One among the most likely causes of no brakes is loss of fluid pressure in the vehicle brake system. The brakes works using hydraulic pressure, this is likely to happen if there is a fluid leak in a brake line, hose, wheel cylinder or caliper, where there may not be enough fluid pressure in the lines to jam the brakes.
In some cars, when there is a serious leak, the red brake light comes on when then brakes are applied. This is a warning that there has been a loss of pressure in part of your brake system. To start, check the fluid level in the master cylinder reservoir. If the reservoir is very low or dry, there is a serious brake fluid leakage. Inspect the entire brake system for leaks so that the fluid leak can be traced the fixed.
Sudden fluid loss can happen if a rubber brake hose is cracked or broken, or if there is a steel brake line rusts. This kind of situation is common on older cars that are exposed to lots of road salt and water. Salt is always very corrosive, especially if the anti-corrosion coating on the steel brake lines is thin or of worn out. Once the corrosion eats through the line, there is likely to be a brake line failure as the fluid blows out, you lose your brakes.
If the brake pedal sinks to the floor when you apply the brakes, another cause could be severely worn brake linings and or air in your brake lines, which would need bleeding the lines to get rid of it.
Yet another possible cause of brake failure could be a faulty ABS modulator that is leaking brake pressure internally and has not been sending pressure to the brakes when the pedal is stepped on. Dirt or corrosion in the brake system can enter the modulator and hamper the spring-loaded accumulator valve from closing, making the modular to have an internal leak.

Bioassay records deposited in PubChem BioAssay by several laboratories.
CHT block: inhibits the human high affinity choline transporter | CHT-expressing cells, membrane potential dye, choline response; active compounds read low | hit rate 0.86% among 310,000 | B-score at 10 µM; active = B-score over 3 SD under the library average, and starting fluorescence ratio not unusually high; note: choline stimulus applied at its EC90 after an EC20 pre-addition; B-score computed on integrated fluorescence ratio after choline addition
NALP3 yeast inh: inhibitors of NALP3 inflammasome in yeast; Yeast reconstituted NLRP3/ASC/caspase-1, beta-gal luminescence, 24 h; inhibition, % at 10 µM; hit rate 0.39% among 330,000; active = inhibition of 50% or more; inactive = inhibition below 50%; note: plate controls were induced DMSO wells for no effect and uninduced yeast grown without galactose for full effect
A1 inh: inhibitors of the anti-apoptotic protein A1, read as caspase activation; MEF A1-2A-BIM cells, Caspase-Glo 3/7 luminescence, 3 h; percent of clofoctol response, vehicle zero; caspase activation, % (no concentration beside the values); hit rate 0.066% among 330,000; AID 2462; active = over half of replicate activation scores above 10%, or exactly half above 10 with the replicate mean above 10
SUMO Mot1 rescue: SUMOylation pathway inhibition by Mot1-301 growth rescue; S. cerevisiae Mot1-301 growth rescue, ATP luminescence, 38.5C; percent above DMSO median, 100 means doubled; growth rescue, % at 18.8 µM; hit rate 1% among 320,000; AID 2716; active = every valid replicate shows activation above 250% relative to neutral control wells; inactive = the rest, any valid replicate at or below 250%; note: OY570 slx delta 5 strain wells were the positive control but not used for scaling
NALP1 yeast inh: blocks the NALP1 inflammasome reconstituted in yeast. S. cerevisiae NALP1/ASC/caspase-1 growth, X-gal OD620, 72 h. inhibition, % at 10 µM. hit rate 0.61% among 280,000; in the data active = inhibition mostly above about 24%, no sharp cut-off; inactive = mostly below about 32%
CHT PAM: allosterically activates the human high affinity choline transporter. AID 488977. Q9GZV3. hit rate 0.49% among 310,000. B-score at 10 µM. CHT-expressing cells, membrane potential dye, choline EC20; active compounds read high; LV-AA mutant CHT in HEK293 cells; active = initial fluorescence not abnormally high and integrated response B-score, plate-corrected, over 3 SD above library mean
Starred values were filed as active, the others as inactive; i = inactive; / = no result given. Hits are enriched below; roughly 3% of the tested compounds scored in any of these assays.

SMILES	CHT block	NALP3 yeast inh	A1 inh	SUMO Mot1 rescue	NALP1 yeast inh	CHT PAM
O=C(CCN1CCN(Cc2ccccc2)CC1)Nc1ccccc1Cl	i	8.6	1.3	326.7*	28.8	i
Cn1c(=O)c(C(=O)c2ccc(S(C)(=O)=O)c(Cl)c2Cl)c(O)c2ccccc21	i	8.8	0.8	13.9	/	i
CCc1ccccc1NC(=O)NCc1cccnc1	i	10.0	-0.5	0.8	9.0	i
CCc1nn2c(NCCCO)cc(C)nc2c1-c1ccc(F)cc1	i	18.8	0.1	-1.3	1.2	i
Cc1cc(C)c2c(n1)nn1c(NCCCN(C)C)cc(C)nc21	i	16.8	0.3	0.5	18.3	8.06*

Another situation could be a bad master cylinder. If any of the piston seals inside the master cylinder are worn or bad and are not supplying pressure when there is a push on the brake pedal.
A bad power brake booster that is not giving much if any power assisted braking will increase pedal effort, but it will not cause the brakes to fail. You may have to push on the pedal much harder than normal to stop your car.
Still yet, brake fade and brake fluid boil are other conditions that may happen as a result of the brakes being too hot often because of driving aggressively, racing or riding the brakes for a long time. As this heat builds up in the brake linings, it requires much more pressure to achieve friction and braking force when the brakes are applied. The brake pedal may be somewhat stiff but the brakes do not seem to have any or much stopping power when you apply them. The solution to this kind of brake problem is to slow down and give the brakes sometime to cool. Hot brakes may also make the fluid inside the front calipers to boil. This creates a steam pocket that may increase pedal travel to the point where there is not sufficient pedal travel to apply the brakes. Pumping the brakes in this situation may help.